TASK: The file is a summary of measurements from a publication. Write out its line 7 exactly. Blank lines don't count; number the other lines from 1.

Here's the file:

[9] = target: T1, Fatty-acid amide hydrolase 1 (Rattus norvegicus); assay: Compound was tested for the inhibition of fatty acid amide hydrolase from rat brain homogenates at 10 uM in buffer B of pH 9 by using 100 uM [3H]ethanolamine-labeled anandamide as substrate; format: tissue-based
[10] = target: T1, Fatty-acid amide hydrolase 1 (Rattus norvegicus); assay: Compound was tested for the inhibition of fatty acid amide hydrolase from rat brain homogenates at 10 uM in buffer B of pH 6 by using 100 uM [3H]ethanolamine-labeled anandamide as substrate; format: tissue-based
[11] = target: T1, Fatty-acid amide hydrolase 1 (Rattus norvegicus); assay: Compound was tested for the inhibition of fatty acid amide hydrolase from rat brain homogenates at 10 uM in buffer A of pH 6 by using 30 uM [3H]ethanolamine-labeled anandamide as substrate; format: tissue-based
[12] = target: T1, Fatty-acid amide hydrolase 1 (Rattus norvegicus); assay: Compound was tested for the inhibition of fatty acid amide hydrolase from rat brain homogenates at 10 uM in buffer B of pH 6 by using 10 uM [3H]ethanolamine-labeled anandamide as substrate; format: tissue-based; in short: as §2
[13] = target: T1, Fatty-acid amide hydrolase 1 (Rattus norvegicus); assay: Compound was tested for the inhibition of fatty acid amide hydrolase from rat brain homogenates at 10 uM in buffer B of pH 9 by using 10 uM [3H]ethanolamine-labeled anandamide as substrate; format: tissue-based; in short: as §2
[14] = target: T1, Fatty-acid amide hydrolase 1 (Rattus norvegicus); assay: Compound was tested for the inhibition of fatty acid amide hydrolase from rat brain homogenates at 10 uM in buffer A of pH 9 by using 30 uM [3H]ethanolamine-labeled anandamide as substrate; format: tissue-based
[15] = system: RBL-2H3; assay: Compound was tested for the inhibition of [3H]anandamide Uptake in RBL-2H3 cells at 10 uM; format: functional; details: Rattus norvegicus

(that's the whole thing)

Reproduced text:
[15] = system: RBL-2H3; assay: Compound was tested for the inhibition of [3H]anandamide Uptake in RBL-2H3 cells at 10 uM; format: functional; details: Rattus norvegicus